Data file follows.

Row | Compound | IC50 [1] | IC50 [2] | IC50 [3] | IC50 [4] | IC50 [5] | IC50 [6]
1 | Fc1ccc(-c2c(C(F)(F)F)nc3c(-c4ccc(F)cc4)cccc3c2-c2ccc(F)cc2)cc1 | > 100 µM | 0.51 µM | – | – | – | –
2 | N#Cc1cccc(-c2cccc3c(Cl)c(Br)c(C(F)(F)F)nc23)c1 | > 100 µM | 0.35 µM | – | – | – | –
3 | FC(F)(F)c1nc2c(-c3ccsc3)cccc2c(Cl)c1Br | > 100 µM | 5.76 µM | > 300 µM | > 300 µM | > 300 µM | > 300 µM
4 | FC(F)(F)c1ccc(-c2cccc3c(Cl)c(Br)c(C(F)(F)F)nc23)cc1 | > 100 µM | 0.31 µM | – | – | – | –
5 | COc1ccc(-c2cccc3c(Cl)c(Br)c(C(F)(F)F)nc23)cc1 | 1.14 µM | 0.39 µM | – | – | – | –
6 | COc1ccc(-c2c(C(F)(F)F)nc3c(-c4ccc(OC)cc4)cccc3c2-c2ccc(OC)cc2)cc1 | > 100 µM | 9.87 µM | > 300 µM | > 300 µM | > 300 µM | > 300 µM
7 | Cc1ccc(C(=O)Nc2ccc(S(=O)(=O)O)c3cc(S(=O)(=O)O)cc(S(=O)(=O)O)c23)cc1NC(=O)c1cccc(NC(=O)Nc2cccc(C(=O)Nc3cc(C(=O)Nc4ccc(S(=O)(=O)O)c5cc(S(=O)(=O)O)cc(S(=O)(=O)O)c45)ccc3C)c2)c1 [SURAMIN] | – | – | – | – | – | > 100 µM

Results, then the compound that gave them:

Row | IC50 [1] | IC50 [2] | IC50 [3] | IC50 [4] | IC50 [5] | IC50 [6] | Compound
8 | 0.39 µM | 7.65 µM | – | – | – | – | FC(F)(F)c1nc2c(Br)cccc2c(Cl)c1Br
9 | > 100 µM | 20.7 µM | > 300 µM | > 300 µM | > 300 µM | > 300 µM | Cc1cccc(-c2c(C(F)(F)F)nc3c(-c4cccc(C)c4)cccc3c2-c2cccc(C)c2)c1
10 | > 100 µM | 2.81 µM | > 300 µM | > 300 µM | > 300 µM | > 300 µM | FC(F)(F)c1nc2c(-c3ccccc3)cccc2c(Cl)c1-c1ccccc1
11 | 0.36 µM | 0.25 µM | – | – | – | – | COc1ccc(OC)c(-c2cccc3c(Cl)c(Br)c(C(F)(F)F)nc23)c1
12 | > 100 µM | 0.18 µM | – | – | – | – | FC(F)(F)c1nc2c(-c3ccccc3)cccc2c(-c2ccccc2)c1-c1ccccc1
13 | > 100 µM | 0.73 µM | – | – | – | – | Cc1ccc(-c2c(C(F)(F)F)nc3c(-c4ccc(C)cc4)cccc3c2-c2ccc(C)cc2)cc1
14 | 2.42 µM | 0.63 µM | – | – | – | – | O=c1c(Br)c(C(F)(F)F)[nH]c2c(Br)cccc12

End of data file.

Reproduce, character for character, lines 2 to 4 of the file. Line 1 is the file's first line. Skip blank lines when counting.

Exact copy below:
1 | Fc1ccc(-c2c(C(F)(F)F)nc3c(-c4ccc(F)cc4)cccc3c2-c2ccc(F)cc2)cc1 | > 100 µM | 0.51 µM | – | – | – | –
2 | N#Cc1cccc(-c2cccc3c(Cl)c(Br)c(C(F)(F)F)nc23)c1 | > 100 µM | 0.35 µM | – | – | – | –
3 | FC(F)(F)c1nc2c(-c3ccsc3)cccc2c(Cl)c1Br | > 100 µM | 5.76 µM | > 300 µM | > 300 µM | > 300 µM | > 300 µM